One thing I'm not sure I've stated explicitly about some of these books I'm highlighting is that I feel they need to be documented. Some of these are not just obscure or scarce books, but unique in how they are inscribed, or in the ephemera they contain. With such books, especially as they get more valuable, provenance is very important: any information, however little or much, about the history of this particular book and whose hands it has passed through is useful. It's useful to determine authenticity, for one, it can be even be useful to determine legal ownership, but often it's just plain fascinating to see how a book moves through the world.
So with these posts I am documenting a moment in these books' journey. Sometimes a books is with us for a day, sometimes a couple years; however long, we are a waystation for them. Few books of value have "forever homes" because they outlive their owners and have to move on.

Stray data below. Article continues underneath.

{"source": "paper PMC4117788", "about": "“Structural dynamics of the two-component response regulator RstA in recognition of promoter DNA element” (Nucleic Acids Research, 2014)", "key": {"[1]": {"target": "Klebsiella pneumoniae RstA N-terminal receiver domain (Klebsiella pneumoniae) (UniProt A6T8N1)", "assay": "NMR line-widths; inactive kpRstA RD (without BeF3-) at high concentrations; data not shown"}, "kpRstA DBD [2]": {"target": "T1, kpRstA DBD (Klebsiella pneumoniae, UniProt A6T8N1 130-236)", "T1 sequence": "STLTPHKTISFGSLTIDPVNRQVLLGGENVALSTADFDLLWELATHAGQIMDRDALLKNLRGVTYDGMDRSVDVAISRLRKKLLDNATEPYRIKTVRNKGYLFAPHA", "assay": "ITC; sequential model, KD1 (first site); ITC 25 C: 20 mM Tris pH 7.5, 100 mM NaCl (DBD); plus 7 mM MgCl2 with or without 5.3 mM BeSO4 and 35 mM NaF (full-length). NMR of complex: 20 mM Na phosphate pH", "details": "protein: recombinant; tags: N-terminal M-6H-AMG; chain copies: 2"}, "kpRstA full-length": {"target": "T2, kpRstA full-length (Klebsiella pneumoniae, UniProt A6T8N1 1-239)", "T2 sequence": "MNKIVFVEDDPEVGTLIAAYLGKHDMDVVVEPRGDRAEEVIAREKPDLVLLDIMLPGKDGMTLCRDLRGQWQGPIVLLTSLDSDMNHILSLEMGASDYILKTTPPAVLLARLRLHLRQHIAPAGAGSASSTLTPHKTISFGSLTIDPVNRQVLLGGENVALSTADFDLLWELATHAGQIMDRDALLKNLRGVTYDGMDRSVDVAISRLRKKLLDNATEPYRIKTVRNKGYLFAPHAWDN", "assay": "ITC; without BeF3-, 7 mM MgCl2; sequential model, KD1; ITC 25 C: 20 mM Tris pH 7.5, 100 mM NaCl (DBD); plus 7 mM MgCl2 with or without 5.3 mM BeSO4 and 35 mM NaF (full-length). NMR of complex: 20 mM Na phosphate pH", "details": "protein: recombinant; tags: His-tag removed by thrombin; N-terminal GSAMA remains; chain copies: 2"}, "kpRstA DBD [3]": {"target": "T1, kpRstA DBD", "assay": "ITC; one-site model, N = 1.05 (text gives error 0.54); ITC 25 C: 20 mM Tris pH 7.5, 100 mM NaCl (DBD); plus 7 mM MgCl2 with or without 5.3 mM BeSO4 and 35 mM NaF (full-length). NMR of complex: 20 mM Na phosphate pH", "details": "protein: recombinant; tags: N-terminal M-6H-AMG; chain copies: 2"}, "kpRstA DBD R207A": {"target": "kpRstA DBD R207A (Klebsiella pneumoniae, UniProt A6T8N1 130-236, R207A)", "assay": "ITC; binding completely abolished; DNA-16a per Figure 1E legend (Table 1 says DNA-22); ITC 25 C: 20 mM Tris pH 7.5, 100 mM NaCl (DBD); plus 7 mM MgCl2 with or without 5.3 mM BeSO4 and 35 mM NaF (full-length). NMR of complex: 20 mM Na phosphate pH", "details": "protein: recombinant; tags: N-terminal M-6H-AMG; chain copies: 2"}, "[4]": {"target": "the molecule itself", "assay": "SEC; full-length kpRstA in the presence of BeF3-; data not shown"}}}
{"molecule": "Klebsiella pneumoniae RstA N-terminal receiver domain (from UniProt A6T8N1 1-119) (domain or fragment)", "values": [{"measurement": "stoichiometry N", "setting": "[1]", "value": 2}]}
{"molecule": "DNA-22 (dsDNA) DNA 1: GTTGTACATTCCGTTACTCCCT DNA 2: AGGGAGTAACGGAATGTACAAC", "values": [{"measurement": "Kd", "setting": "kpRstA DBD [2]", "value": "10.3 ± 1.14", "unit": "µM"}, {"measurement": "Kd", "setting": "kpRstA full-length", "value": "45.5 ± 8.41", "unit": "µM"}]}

With that all said, here's this week's book:
The "Chappel of Ease" and Church of Statesmen. Commemorative Services at the completion of two hundred and fifty years since the gathering of the First Church of Christ in Quincy
No author stated, but the preface is by D.M. Wilson. First edition, 1890, Printed for The Society.
Wilson thanks several people in his preface, among them Charles Francis Adams for his "co-operation in securing photographs of the portraits of the ancestors, and for the frequent use I have made of his full and very interesting sketch of Quincy in the "History of Norfolk County."
Pasted into the front is a handwritten letter from Charles Francis Adams, grandson of John Quincy Adams, the sixth president of the United States, dated 1890. But there's a second, loose, handwritten letter by Charles' brother Henry Adams, dated 1917, and addressed to the woman who's bookplate adorns the inside cover.
The third and final unique aspect to this book is the small pressed rose found next to a portrait of Abigail Adams, with a note claiming that the rose was plucked from a bush in Quincy, MA that was supposedly planted by Abigail Adams, first lady to President John Quincy Adams.
Scroll past the photos for my incomplete transcriptions of both letters. Perhaps you can decipher the few remaining words...?